It occured to me I had to get out of there before this other person discovered all the dead people. It seemed necessary to abondon the place. It would have been so difficult to explain the situation: where did all the corpses come from? Being implicated or not in the mayhem (I didn’t know, but I tend to blame me, so why shouldn’t others?), I realised things weren’t looking good. I called on mr Dog: quick, let’s go!
But the weird thing about the buildings in my dreams is not only that windows open were there are none, or stairs leading to the underground and then (as if by magic) suddenly to the heavens, but also that doors disappear were there were previously doors, stairwells close up, with no sign of them left, and so on. Someone was out to get me, that’s the feeling I had; perhaps because of quite concrete reasons (I could intuit that being in a house full of dead people was a suboptimal position to be in – people would wonder, you know!) or because whatever we do, or don’t do, we are guilty of being born, guilty merely of being human.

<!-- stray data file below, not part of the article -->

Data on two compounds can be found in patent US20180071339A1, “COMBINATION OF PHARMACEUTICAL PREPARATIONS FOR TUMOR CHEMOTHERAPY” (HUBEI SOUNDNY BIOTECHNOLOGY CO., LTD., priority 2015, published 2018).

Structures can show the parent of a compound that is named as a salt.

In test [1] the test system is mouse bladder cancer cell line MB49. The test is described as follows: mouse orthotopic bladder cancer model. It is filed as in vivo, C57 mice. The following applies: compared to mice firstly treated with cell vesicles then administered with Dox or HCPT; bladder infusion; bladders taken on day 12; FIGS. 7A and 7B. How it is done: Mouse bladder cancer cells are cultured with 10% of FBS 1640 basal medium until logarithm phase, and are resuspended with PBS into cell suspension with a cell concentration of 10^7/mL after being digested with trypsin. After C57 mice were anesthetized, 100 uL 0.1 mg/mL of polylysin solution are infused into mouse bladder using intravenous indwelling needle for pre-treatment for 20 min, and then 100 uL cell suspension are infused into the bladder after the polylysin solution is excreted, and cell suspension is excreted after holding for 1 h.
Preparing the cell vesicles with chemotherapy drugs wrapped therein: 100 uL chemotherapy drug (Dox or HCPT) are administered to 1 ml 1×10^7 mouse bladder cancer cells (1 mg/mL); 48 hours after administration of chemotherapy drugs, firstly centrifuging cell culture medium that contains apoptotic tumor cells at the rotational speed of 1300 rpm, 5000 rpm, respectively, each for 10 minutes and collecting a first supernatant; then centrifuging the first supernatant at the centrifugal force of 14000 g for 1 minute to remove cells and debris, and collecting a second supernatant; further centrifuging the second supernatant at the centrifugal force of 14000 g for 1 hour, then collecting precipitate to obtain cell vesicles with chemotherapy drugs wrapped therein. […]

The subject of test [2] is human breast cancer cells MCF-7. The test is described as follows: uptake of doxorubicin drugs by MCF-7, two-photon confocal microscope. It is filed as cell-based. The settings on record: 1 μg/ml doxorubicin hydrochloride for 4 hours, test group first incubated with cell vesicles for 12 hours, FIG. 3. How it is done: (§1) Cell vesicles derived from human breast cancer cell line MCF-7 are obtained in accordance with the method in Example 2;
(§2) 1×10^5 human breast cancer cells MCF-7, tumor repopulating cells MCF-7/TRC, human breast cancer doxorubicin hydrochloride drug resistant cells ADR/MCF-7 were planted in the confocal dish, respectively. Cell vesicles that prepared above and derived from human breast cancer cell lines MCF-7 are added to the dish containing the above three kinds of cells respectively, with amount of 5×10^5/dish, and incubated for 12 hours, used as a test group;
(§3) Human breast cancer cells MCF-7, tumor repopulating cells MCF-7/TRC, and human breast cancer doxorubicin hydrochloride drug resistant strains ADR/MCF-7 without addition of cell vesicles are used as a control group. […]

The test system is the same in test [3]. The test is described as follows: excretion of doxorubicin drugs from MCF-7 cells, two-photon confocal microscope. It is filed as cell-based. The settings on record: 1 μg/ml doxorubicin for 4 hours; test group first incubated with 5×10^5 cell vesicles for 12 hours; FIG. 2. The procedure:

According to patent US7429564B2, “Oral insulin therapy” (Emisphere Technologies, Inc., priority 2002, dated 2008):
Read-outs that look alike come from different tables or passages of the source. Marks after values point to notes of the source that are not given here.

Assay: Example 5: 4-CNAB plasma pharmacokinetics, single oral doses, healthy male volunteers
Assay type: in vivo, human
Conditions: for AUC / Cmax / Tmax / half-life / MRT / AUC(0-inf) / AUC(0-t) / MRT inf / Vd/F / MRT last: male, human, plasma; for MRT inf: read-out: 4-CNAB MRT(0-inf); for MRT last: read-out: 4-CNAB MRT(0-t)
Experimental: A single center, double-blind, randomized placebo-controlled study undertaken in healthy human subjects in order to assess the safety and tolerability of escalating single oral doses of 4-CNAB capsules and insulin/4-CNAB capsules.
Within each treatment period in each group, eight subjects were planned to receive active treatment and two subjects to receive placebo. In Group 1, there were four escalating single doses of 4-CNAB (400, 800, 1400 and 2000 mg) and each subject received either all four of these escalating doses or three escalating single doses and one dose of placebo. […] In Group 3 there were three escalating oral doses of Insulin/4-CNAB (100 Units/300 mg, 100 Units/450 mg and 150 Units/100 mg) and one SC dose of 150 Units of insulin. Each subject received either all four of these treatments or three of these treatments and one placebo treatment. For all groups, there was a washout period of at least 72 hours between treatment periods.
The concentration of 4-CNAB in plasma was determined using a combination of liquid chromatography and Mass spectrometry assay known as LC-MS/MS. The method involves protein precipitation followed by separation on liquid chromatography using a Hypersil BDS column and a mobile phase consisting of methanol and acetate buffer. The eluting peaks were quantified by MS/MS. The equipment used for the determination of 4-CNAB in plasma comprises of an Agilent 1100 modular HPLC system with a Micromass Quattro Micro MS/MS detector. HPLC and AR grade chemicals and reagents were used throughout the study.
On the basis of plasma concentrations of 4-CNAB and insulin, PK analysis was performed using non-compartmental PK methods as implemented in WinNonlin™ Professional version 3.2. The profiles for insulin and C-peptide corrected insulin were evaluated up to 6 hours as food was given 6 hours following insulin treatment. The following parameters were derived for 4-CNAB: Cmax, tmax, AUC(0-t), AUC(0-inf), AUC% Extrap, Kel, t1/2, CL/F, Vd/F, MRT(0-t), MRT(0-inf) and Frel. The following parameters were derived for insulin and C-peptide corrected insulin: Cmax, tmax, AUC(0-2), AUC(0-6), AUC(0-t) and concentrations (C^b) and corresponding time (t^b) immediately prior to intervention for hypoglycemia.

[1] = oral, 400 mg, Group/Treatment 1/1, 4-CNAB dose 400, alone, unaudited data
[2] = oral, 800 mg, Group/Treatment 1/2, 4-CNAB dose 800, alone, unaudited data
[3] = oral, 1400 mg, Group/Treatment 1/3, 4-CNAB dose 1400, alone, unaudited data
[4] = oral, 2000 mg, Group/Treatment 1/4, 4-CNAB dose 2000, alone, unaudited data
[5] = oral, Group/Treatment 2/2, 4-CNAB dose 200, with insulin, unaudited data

I read, not so long ago, Steiner elaborating on the topic of dreams; there are basically two types, he says, and they have different origins. The one I had must be categorized as a dream that deals with outer experiences; and one needs to focus on the drama that unfolds and the emotional content rather than the – surreal – events. He says that the extent to which the dream – of this kind – transforms (or distort, one should perhaps say!) reality, how actively the dreamer is engaged in what takes place, is consistent with the control and ablity to consciously guide one’s life in, well, actual daily life. So much for that. I had windows, and light, I could see the outside, but there were no doors – and I could not conjure up any doors, except the door to ordinary waking life. And out I went.